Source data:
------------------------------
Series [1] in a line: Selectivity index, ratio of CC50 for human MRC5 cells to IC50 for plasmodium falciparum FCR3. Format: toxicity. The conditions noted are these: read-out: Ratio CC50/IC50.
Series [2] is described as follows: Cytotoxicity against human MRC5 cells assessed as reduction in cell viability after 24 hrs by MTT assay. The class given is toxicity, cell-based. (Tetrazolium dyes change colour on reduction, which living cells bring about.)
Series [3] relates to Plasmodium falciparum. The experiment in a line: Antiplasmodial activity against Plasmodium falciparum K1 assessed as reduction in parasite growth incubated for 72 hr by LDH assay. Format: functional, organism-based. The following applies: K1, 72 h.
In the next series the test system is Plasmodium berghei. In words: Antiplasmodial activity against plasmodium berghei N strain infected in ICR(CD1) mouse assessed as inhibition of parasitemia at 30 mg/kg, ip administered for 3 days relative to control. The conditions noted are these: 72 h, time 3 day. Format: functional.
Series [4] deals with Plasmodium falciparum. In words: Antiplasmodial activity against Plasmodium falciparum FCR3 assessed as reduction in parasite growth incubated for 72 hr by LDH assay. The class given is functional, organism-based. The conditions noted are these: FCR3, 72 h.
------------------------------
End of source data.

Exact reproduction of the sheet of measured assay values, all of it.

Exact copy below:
Series [1] in a line: Selectivity index, ratio of CC50 for human MRC5 cells to IC50 for plasmodium falciparum FCR3. Format: toxicity. The conditions noted are these: read-out: Ratio CC50/IC50.
Series [2] is described as follows: Cytotoxicity against human MRC5 cells assessed as reduction in cell viability after 24 hrs by MTT assay. The class given is toxicity, cell-based. (Tetrazolium dyes change colour on reduction, which living cells bring about.)
Series [3] relates to Plasmodium falciparum. The experiment in a line: Antiplasmodial activity against Plasmodium falciparum K1 assessed as reduction in parasite growth incubated for 72 hr by LDH assay. Format: functional, organism-based. The following applies: K1, 72 h.
In the next series the test system is Plasmodium berghei. In words: Antiplasmodial activity against plasmodium berghei N strain infected in ICR(CD1) mouse assessed as inhibition of parasitemia at 30 mg/kg, ip administered for 3 days relative to control. The conditions noted are these: 72 h, time 3 day. Format: functional.
Series [4] deals with Plasmodium falciparum. In words: Antiplasmodial activity against Plasmodium falciparum FCR3 assessed as reduction in parasite growth incubated for 72 hr by LDH assay. The class given is functional, organism-based. The conditions noted are these: FCR3, 72 h.